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They Shoot Horses, Don’t They?, Directed by Sydney Pollack

ABC Pictures Corp., December 10, 1969 (US)

Screenplay: Robert E. Thompson and James Poe, based on the novel by Horace McCoy

Starring: Jane Fonda, Michael Sarrazin, Susannah York, Gig Young, Bonnie Bedelia, and Red Buttons

Rocky (Gig Young): It isn’t a contest. It’s a show.

On a train downtown two kids rifle through their shiny new Sales Associate folders. Both have just been given amazing careers in emptiness at Terminal B at Chicago O’Hare. Low wages. No benefits. Golden nametags that promise nothing more than overtime and humiliation. The kids are white, black, African American, Mexican, Jamaican, Russian, Croatian, Indian, Pakistani. (Pick a green card). All have the luxury of paying their own way to the airport; paying for their own uniforms; paying the local union a fat chunk of their wages (but getting all the free pop they can drink to make their stomachs explode). They wear greasy red shirts, yellow pants, blue aprons, chicken-fried blouses. Their hands are stuffed in clear plastic gloves. Hair packed in tight fishnets. They smell of soiled mayonnaise, burnt ketchup, honey mustard, hot pickles and sweet relish. They sell dark tacos and hamburgers and sloppy cheese fries. Pocket pizzas, Poor Boys and party pretzels. They wash the floors and countertops, the toilet seats and dishes. They take change and ring up sales; do over-rings and count out cash. They are young and old and butt-ugly with pimples and bad teeth. But they are Associates one and all. Gainfully employed. Cheerful. Helpful. Double-mocha-meaningful. Welcome to the black euphoria. Welcome to the show. It’s all associated with nothing.

Rocky: Yowza! Yowza! Yowza!

Things could be worse. You could dance yourself to death. Get trampled by roller skates. Drown in a triathlon. Someone might push your face down (deep down) under an Olympic-sized pool. Slug you while you’re running. Shove a stick into your racing spokes. Roller Derby. Roller Ball. Row, row, row your boat gently down and scream. You were born to win. Born to make it. Body pumped to survive the fattest. The fittest. The first and last but-you’ll-be-no- where-in-between. You’re mom’s on welfare. Your dad on the dole. Your brother’s sucking lifer-face in prison. But you have never had nothin’ so you’ve got nothin’ to lose. Except yourself. So you do the two-step. The jig. Lift your skirt and let your heels fly. Samba. Cha-cha. Tango. Tap. Shimmy. Shake your body on to the ground. Tango. Foxtrot. Waltz. Do anything, anything you can do to last it all. Endure. Make it. Get by. Live! Your legs are swollen. Your ankles cracked. Your mouth is twisted from the sheer and utter agony of it all.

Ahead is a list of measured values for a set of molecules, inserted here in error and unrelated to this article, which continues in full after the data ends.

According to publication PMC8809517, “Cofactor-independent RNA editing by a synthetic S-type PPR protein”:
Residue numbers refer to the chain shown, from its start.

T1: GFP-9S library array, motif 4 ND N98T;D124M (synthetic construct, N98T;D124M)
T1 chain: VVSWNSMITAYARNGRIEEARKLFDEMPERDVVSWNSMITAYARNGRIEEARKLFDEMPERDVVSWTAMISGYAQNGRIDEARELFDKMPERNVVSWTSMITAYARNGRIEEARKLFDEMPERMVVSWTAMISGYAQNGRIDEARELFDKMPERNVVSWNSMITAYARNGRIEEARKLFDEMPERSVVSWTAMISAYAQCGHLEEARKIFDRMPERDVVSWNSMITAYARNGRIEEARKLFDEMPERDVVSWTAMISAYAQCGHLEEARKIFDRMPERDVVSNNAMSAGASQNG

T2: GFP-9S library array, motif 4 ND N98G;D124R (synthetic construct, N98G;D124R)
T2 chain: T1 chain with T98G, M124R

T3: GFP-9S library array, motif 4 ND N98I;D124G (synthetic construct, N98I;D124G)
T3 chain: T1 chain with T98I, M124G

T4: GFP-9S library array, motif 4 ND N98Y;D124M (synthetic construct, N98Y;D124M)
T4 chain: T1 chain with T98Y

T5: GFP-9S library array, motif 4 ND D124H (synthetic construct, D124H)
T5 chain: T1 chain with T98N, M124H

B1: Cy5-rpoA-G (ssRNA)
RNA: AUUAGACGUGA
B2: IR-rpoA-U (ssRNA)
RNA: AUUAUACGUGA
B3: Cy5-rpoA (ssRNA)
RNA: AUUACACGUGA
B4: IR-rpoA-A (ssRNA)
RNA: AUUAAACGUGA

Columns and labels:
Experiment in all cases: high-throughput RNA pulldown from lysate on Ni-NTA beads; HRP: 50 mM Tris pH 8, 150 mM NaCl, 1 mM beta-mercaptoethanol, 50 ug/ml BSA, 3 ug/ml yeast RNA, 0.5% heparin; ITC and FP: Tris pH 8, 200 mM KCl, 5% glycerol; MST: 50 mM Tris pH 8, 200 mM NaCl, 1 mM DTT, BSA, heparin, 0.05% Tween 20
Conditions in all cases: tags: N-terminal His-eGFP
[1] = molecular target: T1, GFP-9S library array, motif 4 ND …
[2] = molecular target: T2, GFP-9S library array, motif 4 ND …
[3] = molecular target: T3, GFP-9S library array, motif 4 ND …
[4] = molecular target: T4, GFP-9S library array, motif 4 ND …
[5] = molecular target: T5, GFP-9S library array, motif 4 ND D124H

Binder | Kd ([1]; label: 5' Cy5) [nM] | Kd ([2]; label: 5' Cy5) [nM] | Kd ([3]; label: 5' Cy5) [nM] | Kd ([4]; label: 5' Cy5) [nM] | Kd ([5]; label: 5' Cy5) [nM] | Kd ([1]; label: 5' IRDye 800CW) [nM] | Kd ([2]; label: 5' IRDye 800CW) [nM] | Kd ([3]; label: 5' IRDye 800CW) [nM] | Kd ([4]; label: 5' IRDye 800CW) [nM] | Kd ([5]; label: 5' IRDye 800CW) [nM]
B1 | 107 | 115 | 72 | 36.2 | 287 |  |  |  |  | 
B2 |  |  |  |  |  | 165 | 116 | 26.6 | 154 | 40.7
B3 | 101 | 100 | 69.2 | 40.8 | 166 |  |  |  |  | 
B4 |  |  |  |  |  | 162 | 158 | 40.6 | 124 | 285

Rocky: Here they are again, folks! These wonderful, wonderful kids! Still struggling! Still hoping. As the clock of fate ticks away, the dance of destiny continues! The marathon goes on, and on, and on! How long can they last?

When the market crashed the smart ones jumped off the rooftops. Out of high windows. Sprang in front of heavy trucks, buses, trains. They put cold barrels into their mouths. Swallowed turpentine. They were the lucky ones. They who had it good for just one roaring Gatsby minute. Not the dustbowl children. The hill people. Cheeks smeared with coal the color of night. Dockyard workers and shipbuilders. Slaughterhouse workers who wrapped their feet in bloody newspapers to keep warm. Shirtless farmers. Lettuce pickers. Drifters and train-hoppers. Wanderers of the empty plains that led to empty mountains that led to empty cities that lay upon the sick and soupy harbors at the edge of nowhere. Coast to coast. East to west. Poverty and misery and hunger and a cold skeleton land that slammed every ugly door in every ugly face that ever walked this cruel and ugly earth. God please take away the hurt. Take away the pain. Take away the tired children and guide them somewhere. Anywhere. There’s a light just up ahead. A roaring fire. Supper. A bed for all. Dear god please guide them, take them home. This land is your land. My land. The buck stops here. You’ll never see it.

Gloria (Jane Fonda): Maybe the whole world is like Central Casting. They got it all rigged before you ever show up.

Having not revisited this film since seeing it as a young man in high school, I’m still amazed at how much it moves me. How much it moved me back then. What it taught me. About the world. People with no luck. People in pain. Shitty jobs. Shitty lives. Shitty smiles that still beam miraculously from shitty minimum wage misery. You can still see them on all the buses. The trains and subways. You can see their plastic badges. See their names printed in laser black. See their hats and uniforms and greasy shoes. Their heads pressed to the glass of a lonely El train in a lonely city. Just trying to sleep. Just trying to get home. Next time you see them in daylight you might even smile. Can I take your order please? The face in the glass could be yours.